Countries are given more generous pacing and thick short walls separate the exhibits. It has the positive effect of both opening up the space and reducing visual clutter. It also means that turning every corner provides a potential visual surprise.


One such visual surprise was the Ethopian exhibit which celebrate the Ethiopian year 2000 (2008 in the Western Calendar) with a visual diagram of the year... radiating from the center of the exhibition space. Many pavilions suffer from repetitive panels with photos and text. I noticed that guests lingered far more in this space than other spaces with a more linear narrative.


Expositions, naturally, have set dates and therefore suffer from a rush beforehand to finish everything by the opening date. I noticed a few areas where it was clear that some of the details hadn't quite been ironed out. It's a shame that some of these details weren't more artfully constructed.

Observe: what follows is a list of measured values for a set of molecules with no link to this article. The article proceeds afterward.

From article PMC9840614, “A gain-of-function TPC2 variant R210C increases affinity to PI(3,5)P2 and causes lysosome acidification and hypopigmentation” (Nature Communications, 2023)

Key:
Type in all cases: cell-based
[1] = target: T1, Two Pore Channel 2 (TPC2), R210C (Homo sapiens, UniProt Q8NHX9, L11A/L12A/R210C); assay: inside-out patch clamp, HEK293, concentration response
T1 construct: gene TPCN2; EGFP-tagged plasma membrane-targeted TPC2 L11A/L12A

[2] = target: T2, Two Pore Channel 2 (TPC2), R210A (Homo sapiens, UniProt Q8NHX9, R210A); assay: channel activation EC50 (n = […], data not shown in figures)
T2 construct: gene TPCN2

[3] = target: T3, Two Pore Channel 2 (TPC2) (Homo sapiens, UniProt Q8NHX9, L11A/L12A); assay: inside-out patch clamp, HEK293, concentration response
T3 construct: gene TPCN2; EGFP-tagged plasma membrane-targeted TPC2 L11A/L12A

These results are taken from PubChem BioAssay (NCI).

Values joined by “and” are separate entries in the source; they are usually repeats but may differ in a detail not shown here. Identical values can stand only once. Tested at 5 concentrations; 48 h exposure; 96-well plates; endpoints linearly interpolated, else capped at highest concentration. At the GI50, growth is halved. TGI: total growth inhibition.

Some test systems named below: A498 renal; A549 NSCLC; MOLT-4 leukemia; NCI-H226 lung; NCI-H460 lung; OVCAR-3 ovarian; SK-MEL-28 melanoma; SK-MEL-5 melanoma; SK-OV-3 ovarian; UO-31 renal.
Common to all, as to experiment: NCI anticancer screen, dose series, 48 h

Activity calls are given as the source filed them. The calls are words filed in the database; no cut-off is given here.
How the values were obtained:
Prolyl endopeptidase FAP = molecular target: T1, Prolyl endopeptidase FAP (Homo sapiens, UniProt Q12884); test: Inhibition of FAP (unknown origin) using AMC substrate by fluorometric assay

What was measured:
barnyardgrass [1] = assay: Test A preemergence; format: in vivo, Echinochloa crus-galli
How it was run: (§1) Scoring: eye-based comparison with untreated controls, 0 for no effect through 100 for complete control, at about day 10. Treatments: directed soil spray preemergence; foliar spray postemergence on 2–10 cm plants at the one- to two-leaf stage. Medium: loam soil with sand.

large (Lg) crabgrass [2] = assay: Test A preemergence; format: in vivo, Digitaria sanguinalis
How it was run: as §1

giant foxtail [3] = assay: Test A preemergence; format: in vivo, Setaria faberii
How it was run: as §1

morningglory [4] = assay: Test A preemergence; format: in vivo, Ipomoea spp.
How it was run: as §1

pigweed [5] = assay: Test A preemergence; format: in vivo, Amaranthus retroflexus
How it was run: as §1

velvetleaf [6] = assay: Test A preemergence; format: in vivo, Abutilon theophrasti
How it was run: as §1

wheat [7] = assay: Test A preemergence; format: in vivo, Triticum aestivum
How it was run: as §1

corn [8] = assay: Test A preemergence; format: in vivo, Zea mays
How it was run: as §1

The big surprise of my day was the Extreme Water ("Agua Extrema") Pavilion. It's always a joy to enter an exhibit not knowing what's inside and discover something fun and different. After visitors file past info-laden panels, they're given a rain ponch to wear for the theater presentation, a movie about heavy storms, hurricanes, and tsunamis that would leave you wet if not for the protective gear.

25 June 2008

Expo 2008, Day 3

On Day 3, I visited a few more national pavilions, the rest of the Spanish regional pavilions, and some of the theme pavilions.


I tried to visit the theme structure, the Water Tower (or Tower of Water), but unfortunately, it was closed for some reason. Unfortunately, my Spanish and the volunteers' English wasn't good enough to find out why. They suggested I try back later on. The tower was particularly striking at sunset, however.

To my eyes, though, I would have liked to have seen something a bit more iconic. The tower, from the outside at least, looks too much like many office towers I've seen.


Galicia's pavilion was a good example of a small, simple pavilion that really works. There wasn't much to their exhibit as it was one where people simply wandered in and out, but the video installation was striking enough that I noticed many guests lingered for quite a while. It was more artistic and abstract that a simple video screen. Upon further inspection, I discovered each colored rectangle was actually the bottom of a plastic food dish filled with water and with red, green, and blue LED's inside. I took some more photos as well as video of this exhibit which I'll be posting later.